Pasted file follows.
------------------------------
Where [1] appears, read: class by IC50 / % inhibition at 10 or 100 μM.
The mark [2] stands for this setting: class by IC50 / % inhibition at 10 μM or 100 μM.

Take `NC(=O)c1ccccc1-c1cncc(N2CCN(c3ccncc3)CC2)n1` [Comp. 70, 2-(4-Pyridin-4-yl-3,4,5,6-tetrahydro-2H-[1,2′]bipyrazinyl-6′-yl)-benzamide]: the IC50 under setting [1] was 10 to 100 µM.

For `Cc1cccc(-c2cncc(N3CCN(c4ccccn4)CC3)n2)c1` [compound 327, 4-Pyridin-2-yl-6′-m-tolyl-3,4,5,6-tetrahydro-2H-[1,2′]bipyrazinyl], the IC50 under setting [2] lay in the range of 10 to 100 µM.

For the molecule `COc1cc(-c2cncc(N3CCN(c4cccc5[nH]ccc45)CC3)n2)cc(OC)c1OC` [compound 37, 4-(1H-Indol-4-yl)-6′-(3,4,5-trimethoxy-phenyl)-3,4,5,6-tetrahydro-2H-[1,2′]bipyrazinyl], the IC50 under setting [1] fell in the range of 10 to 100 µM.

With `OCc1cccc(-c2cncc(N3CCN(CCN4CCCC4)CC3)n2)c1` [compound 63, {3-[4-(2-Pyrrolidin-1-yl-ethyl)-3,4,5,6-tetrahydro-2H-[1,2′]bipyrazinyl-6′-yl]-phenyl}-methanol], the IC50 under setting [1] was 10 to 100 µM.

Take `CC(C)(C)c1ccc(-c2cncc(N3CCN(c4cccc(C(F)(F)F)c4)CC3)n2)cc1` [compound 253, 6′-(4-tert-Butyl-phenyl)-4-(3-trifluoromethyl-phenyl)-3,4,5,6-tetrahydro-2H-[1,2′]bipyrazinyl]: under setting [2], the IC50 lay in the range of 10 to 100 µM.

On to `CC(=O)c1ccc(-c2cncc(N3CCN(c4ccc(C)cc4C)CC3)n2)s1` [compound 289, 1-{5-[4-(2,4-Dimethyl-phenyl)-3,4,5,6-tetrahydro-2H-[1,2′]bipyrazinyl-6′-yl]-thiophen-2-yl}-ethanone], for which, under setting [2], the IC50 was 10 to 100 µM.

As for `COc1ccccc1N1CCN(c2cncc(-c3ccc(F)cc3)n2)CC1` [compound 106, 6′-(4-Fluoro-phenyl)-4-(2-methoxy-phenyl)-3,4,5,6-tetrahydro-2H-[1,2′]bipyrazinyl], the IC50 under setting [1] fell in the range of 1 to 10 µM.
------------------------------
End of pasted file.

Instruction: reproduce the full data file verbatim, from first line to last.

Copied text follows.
Where [1] appears, read: class by IC50 / % inhibition at 10 or 100 μM.
The mark [2] stands for this setting: class by IC50 / % inhibition at 10 μM or 100 μM.

Take `NC(=O)c1ccccc1-c1cncc(N2CCN(c3ccncc3)CC2)n1` [Comp. 70, 2-(4-Pyridin-4-yl-3,4,5,6-tetrahydro-2H-[1,2′]bipyrazinyl-6′-yl)-benzamide]: the IC50 under setting [1] was 10 to 100 µM.

For `Cc1cccc(-c2cncc(N3CCN(c4ccccn4)CC3)n2)c1` [compound 327, 4-Pyridin-2-yl-6′-m-tolyl-3,4,5,6-tetrahydro-2H-[1,2′]bipyrazinyl], the IC50 under setting [2] lay in the range of 10 to 100 µM.

For the molecule `COc1cc(-c2cncc(N3CCN(c4cccc5[nH]ccc45)CC3)n2)cc(OC)c1OC` [compound 37, 4-(1H-Indol-4-yl)-6′-(3,4,5-trimethoxy-phenyl)-3,4,5,6-tetrahydro-2H-[1,2′]bipyrazinyl], the IC50 under setting [1] fell in the range of 10 to 100 µM.

With `OCc1cccc(-c2cncc(N3CCN(CCN4CCCC4)CC3)n2)c1` [compound 63, {3-[4-(2-Pyrrolidin-1-yl-ethyl)-3,4,5,6-tetrahydro-2H-[1,2′]bipyrazinyl-6′-yl]-phenyl}-methanol], the IC50 under setting [1] was 10 to 100 µM.

Take `CC(C)(C)c1ccc(-c2cncc(N3CCN(c4cccc(C(F)(F)F)c4)CC3)n2)cc1` [compound 253, 6′-(4-tert-Butyl-phenyl)-4-(3-trifluoromethyl-phenyl)-3,4,5,6-tetrahydro-2H-[1,2′]bipyrazinyl]: under setting [2], the IC50 lay in the range of 10 to 100 µM.

On to `CC(=O)c1ccc(-c2cncc(N3CCN(c4ccc(C)cc4C)CC3)n2)s1` [compound 289, 1-{5-[4-(2,4-Dimethyl-phenyl)-3,4,5,6-tetrahydro-2H-[1,2′]bipyrazinyl-6′-yl]-thiophen-2-yl}-ethanone], for which, under setting [2], the IC50 was 10 to 100 µM.

As for `COc1ccccc1N1CCN(c2cncc(-c3ccc(F)cc3)n2)CC1` [compound 106, 6′-(4-Fluoro-phenyl)-4-(2-methoxy-phenyl)-3,4,5,6-tetrahydro-2H-[1,2′]bipyrazinyl], the IC50 under setting [1] fell in the range of 1 to 10 µM.